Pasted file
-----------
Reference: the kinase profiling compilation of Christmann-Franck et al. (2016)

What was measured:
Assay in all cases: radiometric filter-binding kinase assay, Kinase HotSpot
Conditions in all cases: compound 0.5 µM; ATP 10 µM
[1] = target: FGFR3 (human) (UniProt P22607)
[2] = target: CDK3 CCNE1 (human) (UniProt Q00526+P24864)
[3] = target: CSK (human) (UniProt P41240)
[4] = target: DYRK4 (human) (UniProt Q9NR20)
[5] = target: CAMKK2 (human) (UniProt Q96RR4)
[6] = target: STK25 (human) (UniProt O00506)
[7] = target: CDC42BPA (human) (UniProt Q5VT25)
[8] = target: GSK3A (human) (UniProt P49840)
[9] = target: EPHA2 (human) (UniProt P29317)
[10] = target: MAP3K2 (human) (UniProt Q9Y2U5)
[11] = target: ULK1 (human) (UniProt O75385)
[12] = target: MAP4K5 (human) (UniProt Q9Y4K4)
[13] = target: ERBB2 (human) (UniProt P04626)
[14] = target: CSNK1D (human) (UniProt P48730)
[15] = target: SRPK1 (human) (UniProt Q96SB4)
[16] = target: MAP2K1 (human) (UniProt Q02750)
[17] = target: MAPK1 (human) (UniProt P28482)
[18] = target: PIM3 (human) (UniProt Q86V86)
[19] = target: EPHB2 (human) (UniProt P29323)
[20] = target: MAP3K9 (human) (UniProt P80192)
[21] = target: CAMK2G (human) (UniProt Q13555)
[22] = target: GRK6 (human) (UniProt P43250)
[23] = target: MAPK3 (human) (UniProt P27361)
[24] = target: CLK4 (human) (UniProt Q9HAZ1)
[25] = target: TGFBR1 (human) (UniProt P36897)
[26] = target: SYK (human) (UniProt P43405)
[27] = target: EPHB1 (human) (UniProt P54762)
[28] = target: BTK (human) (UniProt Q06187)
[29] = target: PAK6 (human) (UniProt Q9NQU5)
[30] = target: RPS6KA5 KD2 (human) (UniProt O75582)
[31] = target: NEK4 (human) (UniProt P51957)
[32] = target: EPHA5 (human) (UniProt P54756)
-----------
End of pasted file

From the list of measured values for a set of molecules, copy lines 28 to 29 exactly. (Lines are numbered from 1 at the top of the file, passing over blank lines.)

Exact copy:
[24] = target: CLK4 (human) (UniProt Q9HAZ1)
[25] = target: TGFBR1 (human) (UniProt P36897)